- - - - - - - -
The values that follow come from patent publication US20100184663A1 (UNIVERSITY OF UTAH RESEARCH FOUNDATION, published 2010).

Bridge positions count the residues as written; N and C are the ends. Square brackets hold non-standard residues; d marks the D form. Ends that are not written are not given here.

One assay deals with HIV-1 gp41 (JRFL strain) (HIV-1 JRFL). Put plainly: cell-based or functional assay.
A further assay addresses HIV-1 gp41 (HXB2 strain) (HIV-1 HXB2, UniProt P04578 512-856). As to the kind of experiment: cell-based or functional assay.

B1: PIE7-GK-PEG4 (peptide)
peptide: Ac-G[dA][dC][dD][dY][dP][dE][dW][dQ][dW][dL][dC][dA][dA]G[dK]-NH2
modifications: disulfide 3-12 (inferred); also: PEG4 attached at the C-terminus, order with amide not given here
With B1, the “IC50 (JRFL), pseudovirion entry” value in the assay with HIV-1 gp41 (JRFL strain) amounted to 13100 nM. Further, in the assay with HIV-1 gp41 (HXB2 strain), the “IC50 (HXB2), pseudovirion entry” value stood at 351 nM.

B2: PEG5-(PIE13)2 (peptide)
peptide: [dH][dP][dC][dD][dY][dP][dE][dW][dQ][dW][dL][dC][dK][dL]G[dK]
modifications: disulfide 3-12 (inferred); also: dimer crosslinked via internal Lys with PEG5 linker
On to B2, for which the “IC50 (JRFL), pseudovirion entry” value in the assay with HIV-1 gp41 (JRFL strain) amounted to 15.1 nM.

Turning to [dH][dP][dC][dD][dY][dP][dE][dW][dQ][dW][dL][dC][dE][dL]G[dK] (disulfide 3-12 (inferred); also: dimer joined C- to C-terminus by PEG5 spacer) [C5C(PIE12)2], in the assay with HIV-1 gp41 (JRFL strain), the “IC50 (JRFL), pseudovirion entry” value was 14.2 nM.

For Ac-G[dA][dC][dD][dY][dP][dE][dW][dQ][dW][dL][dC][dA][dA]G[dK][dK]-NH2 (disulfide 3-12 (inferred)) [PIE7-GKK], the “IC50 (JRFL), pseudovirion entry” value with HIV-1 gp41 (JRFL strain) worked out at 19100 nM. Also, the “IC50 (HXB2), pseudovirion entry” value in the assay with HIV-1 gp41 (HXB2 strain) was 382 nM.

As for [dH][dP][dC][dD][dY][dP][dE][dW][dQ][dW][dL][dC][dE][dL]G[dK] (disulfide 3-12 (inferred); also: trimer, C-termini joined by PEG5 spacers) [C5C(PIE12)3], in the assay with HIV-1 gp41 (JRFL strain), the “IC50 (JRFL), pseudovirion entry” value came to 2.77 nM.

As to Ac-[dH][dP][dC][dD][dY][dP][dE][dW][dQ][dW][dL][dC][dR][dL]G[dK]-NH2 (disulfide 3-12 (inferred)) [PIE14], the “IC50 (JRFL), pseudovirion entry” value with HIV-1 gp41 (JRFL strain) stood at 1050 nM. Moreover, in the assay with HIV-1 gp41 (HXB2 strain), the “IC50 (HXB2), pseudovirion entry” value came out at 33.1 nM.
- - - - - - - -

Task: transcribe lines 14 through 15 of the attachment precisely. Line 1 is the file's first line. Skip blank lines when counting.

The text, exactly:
For Ac-G[dA][dC][dD][dY][dP][dE][dW][dQ][dW][dL][dC][dA][dA]G[dK][dK]-NH2 (disulfide 3-12 (inferred)) [PIE7-GKK], the “IC50 (JRFL), pseudovirion entry” value with HIV-1 gp41 (JRFL strain) worked out at 19100 nM. Also, the “IC50 (HXB2), pseudovirion entry” value in the assay with HIV-1 gp41 (HXB2 strain) was 382 nM.

As for [dH][dP][dC][dD][dY][dP][dE][dW][dQ][dW][dL][dC][dE][dL]G[dK] (disulfide 3-12 (inferred); also: trimer, C-termini joined by PEG5 spacers) [C5C(PIE12)3], in the assay with HIV-1 gp41 (JRFL strain), the “IC50 (JRFL), pseudovirion entry” value came to 2.77 nM.